We do hope to maintain a relationship with you over the long term so you are not alone. Stay in contact with your BCIR surgeon and staff.
Ernest Rehnke, M.D.
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For many, the most common problem after a BCIR is pouchitis, which is the development of recurrent mucosal inflammation within the pouch. The etiology and pathophysiology of pouchitis are not well understood but it likely results from an interaction between a patient who is genetically susceptible and the small bowel mucosa which is exposed to fecal stasis (retention) and bacterial over growth.
Episodes of pouchitis may be acute and intermittent or chronic and unremitting. Antibiotics continue to be the treatment for acute and intermittent pouchitis while oral administration of probiotics for some has been effective in the prevention of relapses in individuals with chronic pouchitis. As our knowledge and experience with probiotics continues to increase, we want to share this information with you.
People normally have large numbers of a wide variety of bacteria on their skin, in their mouth, nose, vagina and in their large intestine or colon. Each individual's pattern is unique relative to the type and percentage of individual bacteria. Bacterial patterns can be altered by changes in diet, environment and antibiotic usage. It also can be changed when the colon is removed. Continent pouches store stool, which allows the growth of bacteria, but it is a new pattern of bacteria. This new pattern can be problematic for some.
Probiotics are dietary supplements of live microorganisms which when administered in adequate amounts, may provide a health benefit. It is felt that it improves the intestinal microbial balance. Documented studies have shown alleviation of chronic intestinal inflammatory disease, i.e. pouchitis.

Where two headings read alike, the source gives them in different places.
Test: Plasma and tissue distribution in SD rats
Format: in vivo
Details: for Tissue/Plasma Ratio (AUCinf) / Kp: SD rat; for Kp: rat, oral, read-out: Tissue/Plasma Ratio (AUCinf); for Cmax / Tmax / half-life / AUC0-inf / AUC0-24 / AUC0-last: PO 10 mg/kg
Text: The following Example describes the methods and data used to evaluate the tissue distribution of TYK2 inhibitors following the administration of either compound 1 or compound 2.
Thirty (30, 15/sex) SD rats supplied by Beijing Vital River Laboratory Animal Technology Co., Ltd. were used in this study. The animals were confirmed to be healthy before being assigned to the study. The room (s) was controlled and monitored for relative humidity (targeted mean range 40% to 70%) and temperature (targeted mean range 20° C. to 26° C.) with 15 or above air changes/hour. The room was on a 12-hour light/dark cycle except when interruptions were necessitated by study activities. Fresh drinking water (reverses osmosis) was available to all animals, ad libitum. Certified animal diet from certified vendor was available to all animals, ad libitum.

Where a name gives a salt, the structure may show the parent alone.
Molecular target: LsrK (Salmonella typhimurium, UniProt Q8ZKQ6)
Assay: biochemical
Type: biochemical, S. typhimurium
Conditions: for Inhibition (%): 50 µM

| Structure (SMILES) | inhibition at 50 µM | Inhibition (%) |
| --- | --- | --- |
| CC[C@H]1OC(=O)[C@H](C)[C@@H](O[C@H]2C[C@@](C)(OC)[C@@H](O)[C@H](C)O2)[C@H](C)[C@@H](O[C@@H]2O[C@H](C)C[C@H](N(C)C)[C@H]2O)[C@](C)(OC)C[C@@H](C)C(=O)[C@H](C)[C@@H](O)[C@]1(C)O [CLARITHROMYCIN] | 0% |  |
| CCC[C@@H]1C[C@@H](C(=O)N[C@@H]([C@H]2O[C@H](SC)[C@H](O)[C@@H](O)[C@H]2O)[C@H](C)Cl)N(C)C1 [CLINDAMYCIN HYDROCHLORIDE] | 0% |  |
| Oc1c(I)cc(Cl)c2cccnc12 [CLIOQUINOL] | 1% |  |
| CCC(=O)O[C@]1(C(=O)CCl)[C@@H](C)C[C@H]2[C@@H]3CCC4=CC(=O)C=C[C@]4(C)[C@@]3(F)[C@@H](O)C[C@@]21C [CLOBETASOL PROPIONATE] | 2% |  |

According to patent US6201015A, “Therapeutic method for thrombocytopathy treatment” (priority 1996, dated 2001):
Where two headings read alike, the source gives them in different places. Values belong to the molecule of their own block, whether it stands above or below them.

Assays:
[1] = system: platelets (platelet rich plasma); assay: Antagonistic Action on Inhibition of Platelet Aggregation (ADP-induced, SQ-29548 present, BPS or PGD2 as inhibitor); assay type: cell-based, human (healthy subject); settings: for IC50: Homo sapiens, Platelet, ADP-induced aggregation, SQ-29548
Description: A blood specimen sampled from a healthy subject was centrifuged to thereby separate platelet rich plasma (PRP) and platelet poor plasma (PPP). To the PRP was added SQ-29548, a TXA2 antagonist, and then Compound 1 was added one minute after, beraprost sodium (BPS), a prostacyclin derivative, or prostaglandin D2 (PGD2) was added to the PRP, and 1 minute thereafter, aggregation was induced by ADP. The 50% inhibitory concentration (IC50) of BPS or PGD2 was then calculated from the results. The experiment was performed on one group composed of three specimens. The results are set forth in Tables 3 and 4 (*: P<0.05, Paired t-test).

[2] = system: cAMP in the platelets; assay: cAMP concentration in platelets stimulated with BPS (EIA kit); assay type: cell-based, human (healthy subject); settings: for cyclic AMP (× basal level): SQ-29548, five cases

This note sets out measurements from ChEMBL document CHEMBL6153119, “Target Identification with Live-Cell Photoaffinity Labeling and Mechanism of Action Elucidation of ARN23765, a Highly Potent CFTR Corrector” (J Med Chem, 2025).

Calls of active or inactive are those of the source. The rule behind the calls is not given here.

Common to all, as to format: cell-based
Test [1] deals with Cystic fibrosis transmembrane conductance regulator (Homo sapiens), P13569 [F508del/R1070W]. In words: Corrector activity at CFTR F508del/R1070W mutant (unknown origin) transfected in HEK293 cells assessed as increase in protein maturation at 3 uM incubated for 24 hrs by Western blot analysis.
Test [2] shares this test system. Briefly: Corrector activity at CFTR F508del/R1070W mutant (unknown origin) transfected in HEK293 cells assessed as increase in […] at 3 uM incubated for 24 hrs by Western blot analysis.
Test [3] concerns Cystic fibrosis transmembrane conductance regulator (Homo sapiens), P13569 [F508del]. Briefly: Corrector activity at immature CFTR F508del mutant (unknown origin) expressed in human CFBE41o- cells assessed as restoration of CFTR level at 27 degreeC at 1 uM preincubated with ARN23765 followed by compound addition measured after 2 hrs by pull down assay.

There are many probioitics on the market today with various bacterial types and counts. What is good for one is not necessarily good for others. Up until recently, all probiotics have been considered over the counter supplements with various out of pocket expenses. This expense alone has prohibited some from considering this option. Most recently prescription strength has become available and as a result some of the insurance plans are providing benefits. The prescription brand is called VSL#3 Double Strength. We are not indicating that this is the only brand to use but we are very excited that for some, there will be coverage. Before requesting a prescription, you should contact your drug plan to see if this is an option. If so, your local health care provider should be able to provide you with a prescription or as always we are available.
Ernest Rehnke, M.D.
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On November 14, 2007, a new 17 bed Unit was dedicated at Palms of Pasadena Hospital for BCIR patients. The dedication was attended by many of our BCIR alumni as well as local community leaders and medical staff.
This unit represents larger rooms with more closet and additional storage space. Each room has both green furnishings and wallpaper to create a calming and restful environment for the patient and their guest.
The transition to the new unit has been easy, as the staff has remained consistent!